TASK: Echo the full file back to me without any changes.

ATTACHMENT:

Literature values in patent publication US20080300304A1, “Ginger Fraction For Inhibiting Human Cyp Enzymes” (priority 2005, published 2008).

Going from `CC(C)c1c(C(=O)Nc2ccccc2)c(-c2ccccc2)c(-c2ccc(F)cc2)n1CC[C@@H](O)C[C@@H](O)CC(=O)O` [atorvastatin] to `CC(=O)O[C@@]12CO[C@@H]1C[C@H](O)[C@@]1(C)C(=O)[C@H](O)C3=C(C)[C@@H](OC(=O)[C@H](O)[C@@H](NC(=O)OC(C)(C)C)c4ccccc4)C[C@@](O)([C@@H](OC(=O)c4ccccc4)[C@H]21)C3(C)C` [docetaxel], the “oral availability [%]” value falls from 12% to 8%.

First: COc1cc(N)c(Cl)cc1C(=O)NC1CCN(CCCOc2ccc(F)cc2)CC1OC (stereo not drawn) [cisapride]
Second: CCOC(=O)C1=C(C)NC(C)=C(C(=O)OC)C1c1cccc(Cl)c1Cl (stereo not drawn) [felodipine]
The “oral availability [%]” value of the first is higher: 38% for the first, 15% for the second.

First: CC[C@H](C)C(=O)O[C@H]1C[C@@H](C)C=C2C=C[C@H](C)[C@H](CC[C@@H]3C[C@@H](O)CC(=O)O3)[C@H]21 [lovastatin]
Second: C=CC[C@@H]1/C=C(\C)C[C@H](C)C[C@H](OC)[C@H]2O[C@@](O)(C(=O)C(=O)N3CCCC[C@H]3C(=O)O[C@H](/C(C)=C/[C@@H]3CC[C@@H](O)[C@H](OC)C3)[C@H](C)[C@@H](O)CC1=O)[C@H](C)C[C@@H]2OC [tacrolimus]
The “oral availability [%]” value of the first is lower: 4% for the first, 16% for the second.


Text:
Literature values in patent publication US20080300304A1, “Ginger Fraction For Inhibiting Human Cyp Enzymes” (priority 2005, published 2008).

Going from `CC(C)c1c(C(=O)Nc2ccccc2)c(-c2ccccc2)c(-c2ccc(F)cc2)n1CC[C@@H](O)C[C@@H](O)CC(=O)O` [atorvastatin] to `CC(=O)O[C@@]12CO[C@@H]1C[C@H](O)[C@@]1(C)C(=O)[C@H](O)C3=C(C)[C@@H](OC(=O)[C@H](O)[C@@H](NC(=O)OC(C)(C)C)c4ccccc4)C[C@@](O)([C@@H](OC(=O)c4ccccc4)[C@H]21)C3(C)C` [docetaxel], the “oral availability [%]” value falls from 12% to 8%.

First: COc1cc(N)c(Cl)cc1C(=O)NC1CCN(CCCOc2ccc(F)cc2)CC1OC (stereo not drawn) [cisapride]
Second: CCOC(=O)C1=C(C)NC(C)=C(C(=O)OC)C1c1cccc(Cl)c1Cl (stereo not drawn) [felodipine]
The “oral availability [%]” value of the first is higher: 38% for the first, 15% for the second.

First: CC[C@H](C)C(=O)O[C@H]1C[C@@H](C)C=C2C=C[C@H](C)[C@H](CC[C@@H]3C[C@@H](O)CC(=O)O3)[C@H]21 [lovastatin]
Second: C=CC[C@@H]1/C=C(\C)C[C@H](C)C[C@H](OC)[C@H]2O[C@@](O)(C(=O)C(=O)N3CCCC[C@H]3C(=O)O[C@H](/C(C)=C/[C@@H]3CC[C@@H](O)[C@H](OC)C3)[C@H](C)[C@@H](O)CC1=O)[C@H](C)C[C@@H]2OC [tacrolimus]
The “oral availability [%]” value of the first is lower: 4% for the first, 16% for the second.